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The Art of business: Cheers to the creator of box wine

December 31, 2021, 12:04 PM UTC
Art Ciocca did not invent box wine, but he did introduce it to society. More people than ever before now enjoy wine thanks to him.
ERIC FEFERBERG—Getty Images

“I have done much more good through my company than I ever did through my philanthropy,” said Art Ciocca, a business leader and benefactor America should have known better than it did. He passed away on Dec. 18 at the age of 84, yet his belief that entrepreneurship is the most powerful driver of human progress must live on.

Ironically, Art’s name is most likely to endure through his philanthropy, especially his funding of “Ciocca Centers” of Principled Entrepreneurship at The College of the Holy Cross, Santa Clara University, and The Catholic University of America, where I teach. Yet Art’s impact on society is most clearly felt in the innovations he shepherded as co-founder of The Wine Group, especially box wine. Whereas his philanthropy has helped tens of thousands, his entrepreneurship has served hundreds of millions.

Art did not invent box wine, but he did introduce it to society. He saw entrepreneurship as more calling than career, and he pursued it with all his heart. He started his company by taking out multiple mortgages and spending his life’s savings, only to discover that he couldn’t compete with bigger winemakers. His best-laid plan to provide affordable, quality glass-bottled wine wasn’t viable. But rather than give up, Art decided to create a completely new market altogether.

The search led Art to an Australian vintner who’d experimented with putting wine in plastic bags. The vintner couldn’t make it work, but Art thought he could, and his company depended on it. By replacing glass bottles with plastic bags in a cardboard box, he could save huge sums on production costs, while also offering bigger volumes of five liters instead of the typical glass-bottle maximum of three or four. No one else was doing it, and in Art’s mind, that meant he had to.

It was easier said than done. Art personally went through twenty-plus iterations of his new product, desperately trying to stop the rips and leaks that flooded grocery stores and sparked furious calls to the sales department. He refused to give up, even after his team begged him to stick with traditional bottled wine. He saw what others didn’t: that customers would see tremendous value in this new creation.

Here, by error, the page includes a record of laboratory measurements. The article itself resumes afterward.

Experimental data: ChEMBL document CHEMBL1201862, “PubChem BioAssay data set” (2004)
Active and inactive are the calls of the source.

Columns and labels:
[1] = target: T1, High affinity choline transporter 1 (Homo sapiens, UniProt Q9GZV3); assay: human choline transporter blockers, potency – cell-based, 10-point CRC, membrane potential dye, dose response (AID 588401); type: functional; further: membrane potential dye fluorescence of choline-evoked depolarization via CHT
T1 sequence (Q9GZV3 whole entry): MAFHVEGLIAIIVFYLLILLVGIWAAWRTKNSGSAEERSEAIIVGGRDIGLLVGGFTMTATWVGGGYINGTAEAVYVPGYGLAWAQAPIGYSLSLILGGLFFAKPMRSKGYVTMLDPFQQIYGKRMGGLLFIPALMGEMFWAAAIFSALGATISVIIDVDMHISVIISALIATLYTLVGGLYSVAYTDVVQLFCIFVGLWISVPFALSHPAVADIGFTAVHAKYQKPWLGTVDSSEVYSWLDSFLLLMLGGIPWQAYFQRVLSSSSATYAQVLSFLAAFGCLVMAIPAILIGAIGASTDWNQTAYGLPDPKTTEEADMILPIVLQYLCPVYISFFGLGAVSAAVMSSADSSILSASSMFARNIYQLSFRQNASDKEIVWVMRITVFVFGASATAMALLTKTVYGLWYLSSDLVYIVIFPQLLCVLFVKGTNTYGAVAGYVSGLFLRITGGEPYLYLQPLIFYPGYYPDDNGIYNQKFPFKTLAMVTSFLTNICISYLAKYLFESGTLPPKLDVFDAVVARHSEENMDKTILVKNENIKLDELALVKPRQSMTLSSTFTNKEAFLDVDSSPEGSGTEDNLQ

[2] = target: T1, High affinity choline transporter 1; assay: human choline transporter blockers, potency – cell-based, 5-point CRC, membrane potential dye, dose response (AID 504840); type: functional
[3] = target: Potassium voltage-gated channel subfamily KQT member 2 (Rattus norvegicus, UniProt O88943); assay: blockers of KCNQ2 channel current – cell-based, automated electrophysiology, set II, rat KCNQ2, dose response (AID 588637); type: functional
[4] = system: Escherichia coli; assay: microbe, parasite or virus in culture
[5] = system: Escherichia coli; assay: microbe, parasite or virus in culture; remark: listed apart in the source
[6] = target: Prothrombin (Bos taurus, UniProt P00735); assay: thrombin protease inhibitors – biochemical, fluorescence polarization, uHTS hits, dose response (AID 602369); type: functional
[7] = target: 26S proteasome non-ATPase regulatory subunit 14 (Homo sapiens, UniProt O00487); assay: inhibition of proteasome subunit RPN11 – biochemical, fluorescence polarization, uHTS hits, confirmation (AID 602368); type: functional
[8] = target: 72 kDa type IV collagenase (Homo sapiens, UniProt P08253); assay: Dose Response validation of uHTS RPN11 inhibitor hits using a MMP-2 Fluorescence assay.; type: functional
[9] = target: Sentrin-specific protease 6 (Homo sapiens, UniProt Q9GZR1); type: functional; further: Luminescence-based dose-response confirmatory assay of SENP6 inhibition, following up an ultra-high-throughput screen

He was right. Art’s box wine, labeled Franzia, took America by storm. It quickly became the most popular wine in the country, accounting for one of every seven glasses poured in America, and now the world. It took four or five years before competitors got their own box wines to market, but by then, Art’s business had built an indomitable lead. More people than ever before now enjoy wine thanks to him.

Art never apologized for his success because he didn’t have to. It came from serving others–customers, employees, suppliers, and the community–which he saw as the heart of business. Yet he was quick to say that not all profits deserve praise. He despised companies that cheated their customers and took corporate welfare, actions he knew would enrage the public, opening the door to socialism and the destruction of the market economy.

Art’s belief in the moral power of entrepreneurship is urgently needed, especially by fellow business leaders. We live in a time when executives speak of “giving back,” as if they have taken something without offering anything in return, and embrace a politicized “stakeholder capitalism,” which implies that running a profitable company is somehow insufficient or immoral. Beyond the boardroom, there is a growing sense that business is a problem more than a source of the solutions society needs. 

Art profoundly disagreed. The challenges facing America are mounting, from soaring inflation to plummeting social mobility, from rising fear to fading self-belief. He maintained that entrepreneurship–that serving others–was key to overcoming them. Instead of turning on business, he hoped people would embrace it as essential to their wellbeing, and a new generation of principled entrepreneurs would unleash its boundless capacity for good.

Call it the art of Principled Entrepreneurship–an art that can, and must, enrich America’s future.

Andreas Widmer is director of the Art & Carlyse Ciocca Center for Principled Entrepreneurship at The Catholic University of America.

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